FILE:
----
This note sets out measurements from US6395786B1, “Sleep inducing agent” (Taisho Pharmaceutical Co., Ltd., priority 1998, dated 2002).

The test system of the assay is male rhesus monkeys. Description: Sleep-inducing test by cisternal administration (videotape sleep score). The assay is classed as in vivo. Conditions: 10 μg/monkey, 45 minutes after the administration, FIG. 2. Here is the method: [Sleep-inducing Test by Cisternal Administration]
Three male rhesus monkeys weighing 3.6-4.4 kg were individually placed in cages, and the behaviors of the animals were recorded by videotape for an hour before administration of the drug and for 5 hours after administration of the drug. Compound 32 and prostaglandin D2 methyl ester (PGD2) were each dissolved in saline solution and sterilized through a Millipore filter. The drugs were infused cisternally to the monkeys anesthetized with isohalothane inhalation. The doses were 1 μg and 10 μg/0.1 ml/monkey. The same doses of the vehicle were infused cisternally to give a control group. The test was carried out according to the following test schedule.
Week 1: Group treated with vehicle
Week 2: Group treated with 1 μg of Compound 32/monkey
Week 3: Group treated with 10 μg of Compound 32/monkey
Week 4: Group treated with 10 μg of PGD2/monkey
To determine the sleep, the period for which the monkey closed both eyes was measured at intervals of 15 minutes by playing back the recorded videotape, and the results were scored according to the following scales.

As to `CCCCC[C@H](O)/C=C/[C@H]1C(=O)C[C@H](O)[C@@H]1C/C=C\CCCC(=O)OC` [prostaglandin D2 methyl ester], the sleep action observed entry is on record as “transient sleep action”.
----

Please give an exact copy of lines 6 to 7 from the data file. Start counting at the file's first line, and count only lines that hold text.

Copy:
Week 3: Group treated with 10 μg of Compound 32/monkey
Week 4: Group treated with 10 μg of PGD2/monkey